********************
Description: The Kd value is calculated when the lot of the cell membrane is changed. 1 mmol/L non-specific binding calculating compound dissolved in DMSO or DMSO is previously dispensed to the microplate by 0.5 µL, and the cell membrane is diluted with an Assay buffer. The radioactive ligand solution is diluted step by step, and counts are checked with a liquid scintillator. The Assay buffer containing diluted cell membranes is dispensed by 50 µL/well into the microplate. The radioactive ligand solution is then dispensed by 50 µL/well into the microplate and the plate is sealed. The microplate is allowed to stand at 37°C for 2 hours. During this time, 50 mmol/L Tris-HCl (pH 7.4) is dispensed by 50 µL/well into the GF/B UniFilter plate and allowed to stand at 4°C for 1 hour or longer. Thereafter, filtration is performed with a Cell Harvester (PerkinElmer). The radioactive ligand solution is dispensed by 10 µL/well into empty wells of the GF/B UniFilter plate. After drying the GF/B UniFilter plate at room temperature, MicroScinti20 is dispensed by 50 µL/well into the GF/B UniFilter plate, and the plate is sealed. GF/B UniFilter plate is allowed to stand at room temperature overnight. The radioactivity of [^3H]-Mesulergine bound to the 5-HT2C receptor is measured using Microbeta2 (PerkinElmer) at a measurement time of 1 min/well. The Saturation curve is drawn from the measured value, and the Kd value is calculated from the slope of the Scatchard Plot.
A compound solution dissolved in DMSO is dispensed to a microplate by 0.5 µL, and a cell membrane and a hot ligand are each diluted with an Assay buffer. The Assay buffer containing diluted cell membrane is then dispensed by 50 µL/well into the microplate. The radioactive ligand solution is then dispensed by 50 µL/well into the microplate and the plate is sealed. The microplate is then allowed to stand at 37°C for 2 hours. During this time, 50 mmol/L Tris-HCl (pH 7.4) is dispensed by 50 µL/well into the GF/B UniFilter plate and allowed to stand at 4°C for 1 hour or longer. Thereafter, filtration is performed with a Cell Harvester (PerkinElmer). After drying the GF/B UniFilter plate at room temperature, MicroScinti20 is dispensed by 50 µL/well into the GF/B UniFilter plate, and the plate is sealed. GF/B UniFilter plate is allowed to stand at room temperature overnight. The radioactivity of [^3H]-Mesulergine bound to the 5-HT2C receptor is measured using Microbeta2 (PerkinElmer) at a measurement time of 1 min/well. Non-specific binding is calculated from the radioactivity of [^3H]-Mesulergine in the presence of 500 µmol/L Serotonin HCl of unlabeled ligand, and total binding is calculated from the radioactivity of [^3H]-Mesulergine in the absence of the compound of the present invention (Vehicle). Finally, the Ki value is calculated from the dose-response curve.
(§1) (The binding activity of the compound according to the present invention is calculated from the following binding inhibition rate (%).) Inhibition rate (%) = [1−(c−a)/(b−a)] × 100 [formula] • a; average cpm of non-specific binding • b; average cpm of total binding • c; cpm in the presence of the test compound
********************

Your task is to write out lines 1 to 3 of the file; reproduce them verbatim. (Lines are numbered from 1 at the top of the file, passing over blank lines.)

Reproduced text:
Description: The Kd value is calculated when the lot of the cell membrane is changed. 1 mmol/L non-specific binding calculating compound dissolved in DMSO or DMSO is previously dispensed to the microplate by 0.5 µL, and the cell membrane is diluted with an Assay buffer. The radioactive ligand solution is diluted step by step, and counts are checked with a liquid scintillator. The Assay buffer containing diluted cell membranes is dispensed by 50 µL/well into the microplate. The radioactive ligand solution is then dispensed by 50 µL/well into the microplate and the plate is sealed. The microplate is allowed to stand at 37°C for 2 hours. During this time, 50 mmol/L Tris-HCl (pH 7.4) is dispensed by 50 µL/well into the GF/B UniFilter plate and allowed to stand at 4°C for 1 hour or longer. Thereafter, filtration is performed with a Cell Harvester (PerkinElmer). The radioactive ligand solution is dispensed by 10 µL/well into empty wells of the GF/B UniFilter plate. After drying the GF/B UniFilter plate at room temperature, MicroScinti20 is dispensed by 50 µL/well into the GF/B UniFilter plate, and the plate is sealed. GF/B UniFilter plate is allowed to stand at room temperature overnight. The radioactivity of [^3H]-Mesulergine bound to the 5-HT2C receptor is measured using Microbeta2 (PerkinElmer) at a measurement time of 1 min/well. The Saturation curve is drawn from the measured value, and the Kd value is calculated from the slope of the Scatchard Plot.
A compound solution dissolved in DMSO is dispensed to a microplate by 0.5 µL, and a cell membrane and a hot ligand are each diluted with an Assay buffer. The Assay buffer containing diluted cell membrane is then dispensed by 50 µL/well into the microplate. The radioactive ligand solution is then dispensed by 50 µL/well into the microplate and the plate is sealed. The microplate is then allowed to stand at 37°C for 2 hours. During this time, 50 mmol/L Tris-HCl (pH 7.4) is dispensed by 50 µL/well into the GF/B UniFilter plate and allowed to stand at 4°C for 1 hour or longer. Thereafter, filtration is performed with a Cell Harvester (PerkinElmer). After drying the GF/B UniFilter plate at room temperature, MicroScinti20 is dispensed by 50 µL/well into the GF/B UniFilter plate, and the plate is sealed. GF/B UniFilter plate is allowed to stand at room temperature overnight. The radioactivity of [^3H]-Mesulergine bound to the 5-HT2C receptor is measured using Microbeta2 (PerkinElmer) at a measurement time of 1 min/well. Non-specific binding is calculated from the radioactivity of [^3H]-Mesulergine in the presence of 500 µmol/L Serotonin HCl of unlabeled ligand, and total binding is calculated from the radioactivity of [^3H]-Mesulergine in the absence of the compound of the present invention (Vehicle). Finally, the Ki value is calculated from the dose-response curve.
(§1) (The binding activity of the compound according to the present invention is calculated from the following binding inhibition rate (%).) Inhibition rate (%) = [1−(c−a)/(b−a)] × 100 [formula] • a; average cpm of non-specific binding • b; average cpm of total binding • c; cpm in the presence of the test compound